The DEAL City Portraits methodology takes a different approach which is not focused solely on bioregional economies but also on the global implications of local human activity. The City Portraits tools and methods do not explicitly argue for economic relocalisation or earth-centred cultures but rather they strive to account for impacts across four domains: local-social, local-ecological, global-social and global-ecological. The two local domains place an emphasis on the creation of thriving and regenerative local economies which is very much aligned with a move towards bioregional economies. The two complementary global domains seek to address the impacts of global supply chains and the externalisation of costs associated with prevailing cultures of overconsumption. These aspects are crucial mechanisms to help create accountable global relations especially when considering that our economies might not be relocalised in their entirety. In saying this, a clearer articulation of the global impacts of our supply chains, for example, ecological devastation through raw material extraction or oppressive labour conditions, could itself drive a move towards bioregional economic relocalisation. The City Portraits approach is broad and necessitates a diverse multi-stakeholder involvement to help ground the process in place. Varied outcomes can develop from this methodology including socio-material interventions and the formation of circular networks along with proposals for reformed governance.
Towards (a multiscalar) bioregionalism
As seen through the three lenses discussed above there are countless dynamics at play that could help shape the nature of self-sufficiency in cities. The movements to create circular, regenerative societies act synergistically despite their approaches varying from those that are socio-material focused to those that are driven by political change-making. Figure 3 below attempts to capture the interplay of the three lenses in moving towards bioregionally self-sufficient societies.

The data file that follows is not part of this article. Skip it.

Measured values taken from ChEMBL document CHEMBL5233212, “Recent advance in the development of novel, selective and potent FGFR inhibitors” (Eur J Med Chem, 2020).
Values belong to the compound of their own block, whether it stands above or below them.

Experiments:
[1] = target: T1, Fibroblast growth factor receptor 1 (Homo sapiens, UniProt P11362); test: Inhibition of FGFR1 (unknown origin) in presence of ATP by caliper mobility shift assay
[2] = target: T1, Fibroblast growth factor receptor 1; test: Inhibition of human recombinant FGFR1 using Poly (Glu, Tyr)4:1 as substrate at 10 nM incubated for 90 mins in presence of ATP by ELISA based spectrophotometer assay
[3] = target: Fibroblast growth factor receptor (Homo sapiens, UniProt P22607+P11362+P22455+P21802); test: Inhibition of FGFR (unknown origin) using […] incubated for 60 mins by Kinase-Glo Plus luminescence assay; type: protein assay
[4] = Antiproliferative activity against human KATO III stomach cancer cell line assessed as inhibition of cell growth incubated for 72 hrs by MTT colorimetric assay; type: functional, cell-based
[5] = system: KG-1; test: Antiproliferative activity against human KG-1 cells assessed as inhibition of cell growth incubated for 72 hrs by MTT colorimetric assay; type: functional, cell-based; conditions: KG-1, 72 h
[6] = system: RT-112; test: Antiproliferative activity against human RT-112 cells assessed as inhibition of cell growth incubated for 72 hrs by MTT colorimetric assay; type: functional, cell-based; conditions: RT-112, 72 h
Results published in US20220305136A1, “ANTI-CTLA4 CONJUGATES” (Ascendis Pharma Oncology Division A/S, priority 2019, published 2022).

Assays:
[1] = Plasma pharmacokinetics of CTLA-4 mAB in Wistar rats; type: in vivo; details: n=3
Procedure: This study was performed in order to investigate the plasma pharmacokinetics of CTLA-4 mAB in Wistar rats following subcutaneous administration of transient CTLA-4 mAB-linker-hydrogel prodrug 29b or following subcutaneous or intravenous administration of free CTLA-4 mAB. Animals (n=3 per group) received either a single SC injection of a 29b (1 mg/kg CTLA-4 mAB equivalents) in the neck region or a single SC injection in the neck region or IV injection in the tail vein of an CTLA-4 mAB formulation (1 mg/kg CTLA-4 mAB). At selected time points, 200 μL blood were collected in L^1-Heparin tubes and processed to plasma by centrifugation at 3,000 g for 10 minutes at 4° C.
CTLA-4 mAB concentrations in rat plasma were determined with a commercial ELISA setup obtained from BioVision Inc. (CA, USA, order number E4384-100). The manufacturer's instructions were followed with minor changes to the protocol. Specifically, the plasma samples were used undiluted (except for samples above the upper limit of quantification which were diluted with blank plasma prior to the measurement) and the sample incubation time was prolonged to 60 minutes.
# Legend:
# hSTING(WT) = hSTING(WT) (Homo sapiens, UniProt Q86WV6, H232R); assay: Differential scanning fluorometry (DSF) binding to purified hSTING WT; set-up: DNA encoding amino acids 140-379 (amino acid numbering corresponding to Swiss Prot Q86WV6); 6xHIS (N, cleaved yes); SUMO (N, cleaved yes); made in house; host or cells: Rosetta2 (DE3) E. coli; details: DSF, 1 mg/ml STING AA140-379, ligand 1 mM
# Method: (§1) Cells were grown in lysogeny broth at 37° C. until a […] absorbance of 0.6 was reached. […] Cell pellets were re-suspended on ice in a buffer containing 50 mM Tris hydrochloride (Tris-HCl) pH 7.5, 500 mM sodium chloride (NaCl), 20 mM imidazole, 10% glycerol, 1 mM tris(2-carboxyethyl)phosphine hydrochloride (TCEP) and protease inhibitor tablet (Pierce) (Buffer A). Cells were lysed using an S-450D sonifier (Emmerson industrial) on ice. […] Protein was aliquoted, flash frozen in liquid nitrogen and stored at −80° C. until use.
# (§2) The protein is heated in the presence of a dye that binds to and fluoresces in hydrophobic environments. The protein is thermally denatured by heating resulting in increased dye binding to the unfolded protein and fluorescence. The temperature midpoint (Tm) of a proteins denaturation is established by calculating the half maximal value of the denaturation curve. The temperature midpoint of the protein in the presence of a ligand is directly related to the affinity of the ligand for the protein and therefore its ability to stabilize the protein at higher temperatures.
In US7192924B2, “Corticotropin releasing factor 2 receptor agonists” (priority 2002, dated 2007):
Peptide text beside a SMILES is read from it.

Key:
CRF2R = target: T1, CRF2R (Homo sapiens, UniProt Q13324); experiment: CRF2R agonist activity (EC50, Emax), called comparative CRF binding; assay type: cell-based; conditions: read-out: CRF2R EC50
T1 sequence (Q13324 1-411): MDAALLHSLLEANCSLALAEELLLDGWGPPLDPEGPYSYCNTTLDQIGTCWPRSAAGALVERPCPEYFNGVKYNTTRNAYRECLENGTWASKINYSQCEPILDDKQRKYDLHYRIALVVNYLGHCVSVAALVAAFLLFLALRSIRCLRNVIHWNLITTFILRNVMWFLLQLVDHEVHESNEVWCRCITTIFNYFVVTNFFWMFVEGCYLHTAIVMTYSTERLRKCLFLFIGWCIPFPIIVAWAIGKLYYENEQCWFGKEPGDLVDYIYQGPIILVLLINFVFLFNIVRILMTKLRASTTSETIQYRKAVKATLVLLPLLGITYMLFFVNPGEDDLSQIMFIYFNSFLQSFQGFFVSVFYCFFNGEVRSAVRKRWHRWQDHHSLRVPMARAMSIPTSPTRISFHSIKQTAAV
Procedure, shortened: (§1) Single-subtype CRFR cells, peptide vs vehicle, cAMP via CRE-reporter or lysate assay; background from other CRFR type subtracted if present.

In working towards bioregionalism as depicted in Figure 3 the goal is to deeply redesign our socio-material systems and governance processes in order to embody a reciprocity with our Earth. As discussed earlier it is likely unfeasible and undesirable to produce everything that our societies need at the one scale — that of the bioregion (Lemos 2020). Alternatively, a multiscalar approach could provide a sound foundation upon which to create thriving place-based communities that engage with ecological limits (White 2021). What can and cannot be produced at each of the household, community, city and bioregional scales? What (if any) global supply chains should exist as long as all social and environmental costs are accounted for? How do societies govern their economies at these different scales? The questions posed are not theoretical but rather, they are framings for ongoing research and development that will help to define the balance and dynamics between the different scales. A cosmopolitan localist approach toward bioregionalism would catalyse a globally connected ‘coming home to place’ (Wahl 2020a). In the words of transition designer and social ecologist Gideon Kossoff, “we do not have to choose between our immediate, geographically proximate community and the larger community of humanity. Indeed, we cannot afford to make this choice: the fate of humanity and planetary ecosystems are inextricably intertwined at the local and global level” (2019, p. 52).